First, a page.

But Oregon Health & Science University researchers who discovered the mechanism by which this destruction occurs say our innate protection system could have a leg up in the mle if drugs can be developed to target the HIV-encoded viral protein.
"We're thrilled about this," David Kabat, Ph.D., professor of biochemistry and molecular biology at OHSU, said of the discovery.
His OHSU collaborators were: Mariana Marin, research assistant professor, Susan Kozak, senior research associate, Department of Biochemistry and Molecular Biology; and Kristine Rose, graduate research assistant, Department of Cell and Developmental Biology.
The study, published Sunday in the November issue of the journal Nature Medicine, could have major implications for AIDS research. Not only does it give scientists insights into how the body's built-in defense system works, it's a shot in the arm for the search for more targeted, effective anti-HIV drugs.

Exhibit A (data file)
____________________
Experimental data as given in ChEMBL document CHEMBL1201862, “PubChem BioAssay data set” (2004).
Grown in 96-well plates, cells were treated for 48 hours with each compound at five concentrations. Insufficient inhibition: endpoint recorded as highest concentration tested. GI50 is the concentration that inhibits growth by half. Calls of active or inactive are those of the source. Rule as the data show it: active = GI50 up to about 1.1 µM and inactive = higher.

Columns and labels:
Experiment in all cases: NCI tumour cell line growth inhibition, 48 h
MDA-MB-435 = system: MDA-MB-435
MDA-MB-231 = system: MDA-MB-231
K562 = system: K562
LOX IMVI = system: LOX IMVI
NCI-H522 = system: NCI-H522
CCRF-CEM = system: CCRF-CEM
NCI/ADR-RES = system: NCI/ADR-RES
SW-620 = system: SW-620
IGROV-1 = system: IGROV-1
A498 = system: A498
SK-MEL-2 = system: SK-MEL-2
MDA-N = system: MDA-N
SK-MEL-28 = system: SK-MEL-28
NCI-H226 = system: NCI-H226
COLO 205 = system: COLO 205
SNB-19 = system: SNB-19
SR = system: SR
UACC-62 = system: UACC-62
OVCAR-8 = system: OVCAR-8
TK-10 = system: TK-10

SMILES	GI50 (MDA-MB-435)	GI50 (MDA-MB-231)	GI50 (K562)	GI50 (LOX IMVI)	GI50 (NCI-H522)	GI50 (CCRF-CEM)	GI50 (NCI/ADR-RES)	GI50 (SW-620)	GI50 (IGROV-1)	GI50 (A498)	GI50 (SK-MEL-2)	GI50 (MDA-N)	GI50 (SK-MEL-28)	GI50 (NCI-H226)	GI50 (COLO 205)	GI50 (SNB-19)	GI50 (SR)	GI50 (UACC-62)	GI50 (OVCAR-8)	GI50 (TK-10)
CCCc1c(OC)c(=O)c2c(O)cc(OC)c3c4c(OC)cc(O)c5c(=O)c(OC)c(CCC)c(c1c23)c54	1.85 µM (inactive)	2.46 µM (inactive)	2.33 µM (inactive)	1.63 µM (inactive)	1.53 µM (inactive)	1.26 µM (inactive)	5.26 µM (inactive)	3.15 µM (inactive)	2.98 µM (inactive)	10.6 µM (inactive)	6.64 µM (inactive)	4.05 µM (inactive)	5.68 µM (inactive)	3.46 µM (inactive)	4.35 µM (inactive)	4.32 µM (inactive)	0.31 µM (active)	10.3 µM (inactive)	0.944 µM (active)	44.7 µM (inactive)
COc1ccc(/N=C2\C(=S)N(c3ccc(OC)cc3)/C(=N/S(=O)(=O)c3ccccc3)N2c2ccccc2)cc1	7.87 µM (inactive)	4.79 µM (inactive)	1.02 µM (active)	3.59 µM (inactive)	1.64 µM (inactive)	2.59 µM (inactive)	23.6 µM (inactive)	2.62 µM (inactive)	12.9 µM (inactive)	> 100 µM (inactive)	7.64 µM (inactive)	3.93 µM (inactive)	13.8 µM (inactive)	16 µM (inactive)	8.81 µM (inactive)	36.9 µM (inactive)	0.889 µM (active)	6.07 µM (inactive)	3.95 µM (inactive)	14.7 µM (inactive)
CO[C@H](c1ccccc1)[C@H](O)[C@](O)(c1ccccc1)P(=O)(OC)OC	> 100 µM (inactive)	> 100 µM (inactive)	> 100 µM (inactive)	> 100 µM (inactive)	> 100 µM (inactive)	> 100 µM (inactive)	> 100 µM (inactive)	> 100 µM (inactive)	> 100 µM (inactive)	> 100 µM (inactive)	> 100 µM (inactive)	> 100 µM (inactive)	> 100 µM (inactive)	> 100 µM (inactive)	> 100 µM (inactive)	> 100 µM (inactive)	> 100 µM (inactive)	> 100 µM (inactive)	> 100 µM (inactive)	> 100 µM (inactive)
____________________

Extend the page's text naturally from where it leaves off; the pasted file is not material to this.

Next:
"This is definitely relevant to drug development and pharmacology in the fight against AIDS," Kabat said.
Kabat's team found that the HIV-encoded protein viral infectivity factor, or Vif neutralizes a potent antiviral human protein called APOBEC3G that would, in the absence of Vif, inactivate HIV. Vif binds to APOBEC3G and induces its "extremely" rapid degradation, eliminating APOBEC3G from cells and keeping it from invading HIV particles where it could damage the virus' genetic material.
APOBEC3G is a nucleic acid-editing enzyme that exists in some cells, like white blood cells, but is absent in others, such as skin cells. Cells where APOBEC3G is present are "non-permissive," meaning they don't allow replication of an HIV mutant which lacks a Vif gene.